Seed dormancy is defined as a failure of germination under conditions that are otherwise favorable for the emergence of an embryo from a seed (Bewley et al., 2013). The key genes that play a central role in induction of seed dormancy have been identified through genetic and molecular approaches (Bentsink et al., 2006; Liu et al., 2007; Graeber et al., 2013). Some of these are not directly associated with hormonal regulation (Nakabayashi et al., 2012), while others function directly through hormone balance in seeds (Kushiro et al., 2004; Lefebvre et al., 2006).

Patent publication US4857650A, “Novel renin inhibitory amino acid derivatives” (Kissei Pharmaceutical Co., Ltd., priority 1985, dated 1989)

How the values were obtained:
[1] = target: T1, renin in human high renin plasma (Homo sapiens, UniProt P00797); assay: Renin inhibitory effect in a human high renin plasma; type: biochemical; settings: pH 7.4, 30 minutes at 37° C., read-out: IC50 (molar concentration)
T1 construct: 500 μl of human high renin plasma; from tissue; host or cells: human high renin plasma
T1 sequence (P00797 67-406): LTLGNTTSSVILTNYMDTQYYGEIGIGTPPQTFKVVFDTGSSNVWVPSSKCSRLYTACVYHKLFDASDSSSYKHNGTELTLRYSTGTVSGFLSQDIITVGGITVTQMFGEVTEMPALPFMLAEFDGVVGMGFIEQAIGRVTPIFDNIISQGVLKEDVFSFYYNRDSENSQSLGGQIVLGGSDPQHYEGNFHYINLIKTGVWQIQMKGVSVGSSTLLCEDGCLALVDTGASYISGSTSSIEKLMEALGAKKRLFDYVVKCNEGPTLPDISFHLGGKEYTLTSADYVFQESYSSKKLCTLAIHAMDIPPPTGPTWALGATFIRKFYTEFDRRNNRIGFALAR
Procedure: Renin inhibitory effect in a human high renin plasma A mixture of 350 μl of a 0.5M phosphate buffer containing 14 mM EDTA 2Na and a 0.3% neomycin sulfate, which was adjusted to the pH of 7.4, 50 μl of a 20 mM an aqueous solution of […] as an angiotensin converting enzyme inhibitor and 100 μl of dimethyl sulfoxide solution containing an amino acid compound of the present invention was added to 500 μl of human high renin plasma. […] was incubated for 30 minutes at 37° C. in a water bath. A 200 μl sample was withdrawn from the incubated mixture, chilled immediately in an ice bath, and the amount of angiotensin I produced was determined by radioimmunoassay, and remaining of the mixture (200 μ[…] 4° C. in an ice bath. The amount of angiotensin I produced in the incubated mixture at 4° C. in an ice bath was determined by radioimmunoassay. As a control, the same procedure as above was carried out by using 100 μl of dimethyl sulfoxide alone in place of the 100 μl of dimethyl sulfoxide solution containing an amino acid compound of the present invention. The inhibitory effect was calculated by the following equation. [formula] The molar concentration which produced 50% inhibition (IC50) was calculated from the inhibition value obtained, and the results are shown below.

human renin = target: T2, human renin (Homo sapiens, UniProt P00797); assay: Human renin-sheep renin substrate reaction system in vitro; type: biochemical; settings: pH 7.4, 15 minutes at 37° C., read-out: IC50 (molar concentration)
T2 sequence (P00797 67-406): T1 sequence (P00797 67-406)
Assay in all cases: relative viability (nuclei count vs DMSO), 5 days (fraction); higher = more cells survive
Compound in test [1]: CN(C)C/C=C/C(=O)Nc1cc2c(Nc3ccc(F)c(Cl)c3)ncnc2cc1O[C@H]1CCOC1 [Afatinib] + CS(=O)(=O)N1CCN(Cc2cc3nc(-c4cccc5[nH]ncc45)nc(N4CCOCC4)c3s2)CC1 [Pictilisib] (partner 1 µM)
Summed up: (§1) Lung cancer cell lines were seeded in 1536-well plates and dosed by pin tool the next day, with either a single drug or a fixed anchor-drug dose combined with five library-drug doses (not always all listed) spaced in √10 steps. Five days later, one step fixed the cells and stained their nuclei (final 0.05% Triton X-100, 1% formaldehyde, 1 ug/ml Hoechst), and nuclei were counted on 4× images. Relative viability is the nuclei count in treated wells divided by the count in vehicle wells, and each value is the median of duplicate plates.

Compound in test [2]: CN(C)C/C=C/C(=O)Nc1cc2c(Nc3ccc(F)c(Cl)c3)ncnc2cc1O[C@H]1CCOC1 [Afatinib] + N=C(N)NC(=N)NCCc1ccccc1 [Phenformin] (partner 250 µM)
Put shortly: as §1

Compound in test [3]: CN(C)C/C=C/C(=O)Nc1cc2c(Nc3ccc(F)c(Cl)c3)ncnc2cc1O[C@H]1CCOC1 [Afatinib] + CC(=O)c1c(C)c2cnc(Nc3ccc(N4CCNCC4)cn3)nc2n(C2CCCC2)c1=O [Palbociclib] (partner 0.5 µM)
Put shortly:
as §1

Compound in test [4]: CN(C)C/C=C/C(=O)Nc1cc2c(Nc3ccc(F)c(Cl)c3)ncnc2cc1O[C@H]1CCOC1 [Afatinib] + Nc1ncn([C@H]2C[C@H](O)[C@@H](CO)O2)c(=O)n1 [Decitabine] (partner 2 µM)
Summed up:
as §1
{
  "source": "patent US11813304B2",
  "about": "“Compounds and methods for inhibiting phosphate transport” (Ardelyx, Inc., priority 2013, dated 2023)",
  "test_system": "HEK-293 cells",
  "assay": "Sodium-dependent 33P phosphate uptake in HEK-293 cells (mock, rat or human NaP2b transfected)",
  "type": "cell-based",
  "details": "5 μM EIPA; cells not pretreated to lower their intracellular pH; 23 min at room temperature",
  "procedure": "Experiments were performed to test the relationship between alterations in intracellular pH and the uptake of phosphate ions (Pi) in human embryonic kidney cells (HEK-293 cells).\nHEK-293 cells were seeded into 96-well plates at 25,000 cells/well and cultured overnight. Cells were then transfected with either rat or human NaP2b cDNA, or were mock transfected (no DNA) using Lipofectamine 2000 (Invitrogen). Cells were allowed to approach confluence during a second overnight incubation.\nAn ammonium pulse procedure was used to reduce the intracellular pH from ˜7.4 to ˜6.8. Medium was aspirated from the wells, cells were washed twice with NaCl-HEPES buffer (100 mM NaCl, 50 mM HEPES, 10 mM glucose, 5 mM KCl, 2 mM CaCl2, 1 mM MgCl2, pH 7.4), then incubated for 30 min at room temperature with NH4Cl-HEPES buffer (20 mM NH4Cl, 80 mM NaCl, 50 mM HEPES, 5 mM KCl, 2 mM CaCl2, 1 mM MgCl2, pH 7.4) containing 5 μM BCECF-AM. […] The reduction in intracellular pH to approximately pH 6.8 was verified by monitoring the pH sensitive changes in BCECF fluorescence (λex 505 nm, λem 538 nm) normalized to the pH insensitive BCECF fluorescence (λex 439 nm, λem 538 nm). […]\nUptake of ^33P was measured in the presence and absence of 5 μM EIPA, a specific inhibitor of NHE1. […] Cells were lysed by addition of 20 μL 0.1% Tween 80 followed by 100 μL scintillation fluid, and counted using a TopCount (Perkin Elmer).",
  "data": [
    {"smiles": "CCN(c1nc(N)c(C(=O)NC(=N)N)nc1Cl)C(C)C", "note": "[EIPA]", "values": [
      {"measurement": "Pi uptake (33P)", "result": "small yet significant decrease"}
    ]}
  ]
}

The major plant hormone involved in the induction and maintenance of seed dormancy is ABA (Seo et al., 2009; Bewley et al., 2013), which induces transcription factors and other regulatory proteins involved in suppression of germination (Piskurewicz et al., 2008; Lee et al., 2010). Abscisic acid is also associated with the seed maturation program including the induction of storage proteins and other proteins associated with desiccation tolerance (Galau et al., 1987). The levels of ABA in seeds are determined by its biosynthesis, deactivation and transport (Seo and Koshiba, 2011). Biosynthesis of ABA in seeds is mainly regulated by the rate-limiting enzyme 9-cis-epoxycarotenoid dioxygenase (NCED) (Lefebvre et al., 2006; Martinez-Andujar et al., 2011), while 8′-hydroxylase plays an important role in ABA deactivation (Kushiro et al., 2004; Millar et al., 2006; Barrero et al., 2009).